JUST IN: Pentagon Reviewing CMMC for Potential Improvements
iStock photo-illustrationThe Defense Department is conducting an “internal assessment” of its far-reaching Cybersecurity Maturity Model Certification program, which has raised concerns among industry about the costs and other challenges of meeting the requirements.
The review was first reported by FedScoop.
Cybersecurity Maturity Model Certification, or CMMC, is a Pentagon initiative aimed at prodding the defense industrial base to better protect its networks and controlled unclassified information against cyberattacks and theft by competitors such as China.
“In light of increasingly frequent and complex cyber intrusion efforts by adversaries and non-state actors, the [Defense] Department remains deeply committed to the security and integrity of the defense industrial base,” Pentagon spokesperson Jessica Maxwell said in a statement to National Defense April 1.
“As is done in the early stages of many programs, the DoD is reviewing the current approach to CMMC to ensure that it is achieving stated goals as effectively as possible while not creating barriers to participation in the DoD acquisition process,” she said. “This assessment will be used to identify potential improvements to the implementation of the program.”
Maxwell declined to say who initiated the review, when it was launched, or when it is expected to be completed.
“As this internal assessment is ongoing, we are not able to provide further detail,” she said.
The new CMMC cybersecurity standards, which companies must eventually adhere to if they want to do business with the Pentagon, was first unveiled in January 2020 during the Trump administration. It includes five different security levels. The level that a company must achieve will depend on the work it is doing for the department for specific contracts. The new requirements have already been included in some solicitations for the pilot program.
During implementation, third-party assessor organizations, known as C3PAOs, will have to conduct audits and certify that a company has met the required standards before it can win contracts. Contractors are responsible for paying for the audits and their efforts to come into compliance.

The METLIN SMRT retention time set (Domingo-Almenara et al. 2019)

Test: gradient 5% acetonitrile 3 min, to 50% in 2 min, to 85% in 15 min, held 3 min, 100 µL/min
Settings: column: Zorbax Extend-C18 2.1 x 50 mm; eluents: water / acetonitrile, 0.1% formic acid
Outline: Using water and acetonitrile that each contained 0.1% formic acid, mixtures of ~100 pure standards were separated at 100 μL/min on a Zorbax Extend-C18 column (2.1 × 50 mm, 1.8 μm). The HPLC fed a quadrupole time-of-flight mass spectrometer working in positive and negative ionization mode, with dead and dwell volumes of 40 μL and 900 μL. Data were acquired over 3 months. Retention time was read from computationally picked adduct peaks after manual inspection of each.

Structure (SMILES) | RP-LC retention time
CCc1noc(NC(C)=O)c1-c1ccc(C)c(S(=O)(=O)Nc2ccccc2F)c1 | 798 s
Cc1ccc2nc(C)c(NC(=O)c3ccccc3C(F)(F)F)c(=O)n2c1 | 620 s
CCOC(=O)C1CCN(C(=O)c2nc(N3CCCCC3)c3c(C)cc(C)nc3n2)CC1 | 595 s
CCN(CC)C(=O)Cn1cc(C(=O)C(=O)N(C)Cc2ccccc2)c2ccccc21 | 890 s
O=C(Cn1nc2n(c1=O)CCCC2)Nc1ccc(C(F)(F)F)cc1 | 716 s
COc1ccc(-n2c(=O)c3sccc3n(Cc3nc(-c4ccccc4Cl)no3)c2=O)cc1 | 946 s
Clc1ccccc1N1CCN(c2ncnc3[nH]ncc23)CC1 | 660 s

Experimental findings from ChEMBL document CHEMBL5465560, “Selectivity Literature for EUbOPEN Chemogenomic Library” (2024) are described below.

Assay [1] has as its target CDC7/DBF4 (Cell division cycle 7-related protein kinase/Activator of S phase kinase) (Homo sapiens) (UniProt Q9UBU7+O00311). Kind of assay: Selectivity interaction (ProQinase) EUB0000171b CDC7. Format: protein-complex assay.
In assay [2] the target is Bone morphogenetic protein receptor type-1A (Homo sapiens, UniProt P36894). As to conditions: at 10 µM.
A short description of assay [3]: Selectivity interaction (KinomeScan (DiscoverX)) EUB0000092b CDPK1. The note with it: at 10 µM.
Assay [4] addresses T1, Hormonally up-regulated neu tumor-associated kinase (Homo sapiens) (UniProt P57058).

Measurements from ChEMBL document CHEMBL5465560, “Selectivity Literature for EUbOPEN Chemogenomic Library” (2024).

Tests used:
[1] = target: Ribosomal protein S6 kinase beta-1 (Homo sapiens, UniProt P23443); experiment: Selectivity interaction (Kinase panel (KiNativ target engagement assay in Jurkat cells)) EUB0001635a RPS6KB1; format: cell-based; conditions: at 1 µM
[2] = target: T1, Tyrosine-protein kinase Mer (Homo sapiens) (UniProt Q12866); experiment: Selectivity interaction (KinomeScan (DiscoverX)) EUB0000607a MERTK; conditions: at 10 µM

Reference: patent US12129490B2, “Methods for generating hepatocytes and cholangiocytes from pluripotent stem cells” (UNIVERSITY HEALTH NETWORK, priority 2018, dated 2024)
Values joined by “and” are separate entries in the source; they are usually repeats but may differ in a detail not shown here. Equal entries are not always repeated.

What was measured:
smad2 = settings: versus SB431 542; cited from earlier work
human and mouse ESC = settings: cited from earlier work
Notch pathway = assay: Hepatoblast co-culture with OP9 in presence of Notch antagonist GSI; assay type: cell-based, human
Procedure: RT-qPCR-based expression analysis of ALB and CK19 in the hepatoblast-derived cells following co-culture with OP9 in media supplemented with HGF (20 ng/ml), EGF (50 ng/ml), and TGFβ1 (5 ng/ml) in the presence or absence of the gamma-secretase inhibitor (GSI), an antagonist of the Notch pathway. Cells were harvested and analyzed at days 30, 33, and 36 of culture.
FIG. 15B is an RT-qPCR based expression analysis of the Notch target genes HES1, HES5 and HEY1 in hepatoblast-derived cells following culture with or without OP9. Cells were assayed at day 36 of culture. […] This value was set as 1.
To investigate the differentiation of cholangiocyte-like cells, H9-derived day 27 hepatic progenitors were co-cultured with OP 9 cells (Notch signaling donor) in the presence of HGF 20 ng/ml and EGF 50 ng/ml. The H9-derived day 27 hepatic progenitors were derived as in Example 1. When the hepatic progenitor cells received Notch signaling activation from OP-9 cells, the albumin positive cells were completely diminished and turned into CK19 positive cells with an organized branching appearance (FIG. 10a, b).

The new requirements are being rolled out over time. By 2026, all Pentagon contracts will include CMMC requirements. The rules are expected to affect more than 300,000 contractors in the vast defense industrial base.
The Biden administration is now taking a fresh look at the initiative.
“It's not surprising that a transition of administration would bring some attention to a program that's this large and has … received as much attention as the CMMC program has up to this point,” said Corbin Evans, principal director of strategic programs at the National Defense Industrial Association. “There's certainly been a lot of conversations, not only among industry folks that we represent, but also government around how exactly CMMC will work.”
One area of concern for contractors is implementation, Evans noted.
“How exactly will the controls contained within CMMC be implemented and interpreted, and then ultimately assessed by a third-party … inspector?” he said. “How will that be done consistently from organization to organization, keeping in mind that no two companies have the same style or setup for internal security and … trying to impose a common set of security standards?”
“You're going to see a lot of different interpretations and a lot of different executions of those standards. So additional guidance related to exactly what the DoD is looking for, exactly what they are telling certified third-party assessment organizations they're going to be looking for — that ambiguity is something that kind of continues to be pervasive across the industry,” he added.
The price tag for achieving certification is another hot button issue.
“How is industry going to bear yet another set of government regulations that are, by industry standards, very burdensome, very expensive to implement, even at the Level 1 level?” Evans said.
Defense officials have estimated that it would cost a few thousand dollars for companies to reach Level 1 compliance, which is the least stringent level. But NDIA believes that the Pentagon is underestimating the price tag.
“Even at a Level 1, and especially at a Level 3, we are going to see increased costs across the board with industry,” he said. “Folks are worried about their ability to continue to do business with the DoD, their ability to attract new subcontractors or new entrants into the defense industrial base — new partners — because of the increased barrier of entry that CMMC is perceived as.”
Evans said it’s too early to tell how the review will shake out or if the Pentagon will end up pumping the brakes on CMMC implementation.
“It's too early to say if a delay is necessary or inevitable,” he said. “I will say there is a lot of work that remains to be done to meet the DoD stated goals of its implementation timeline, both in 2021 and beyond.”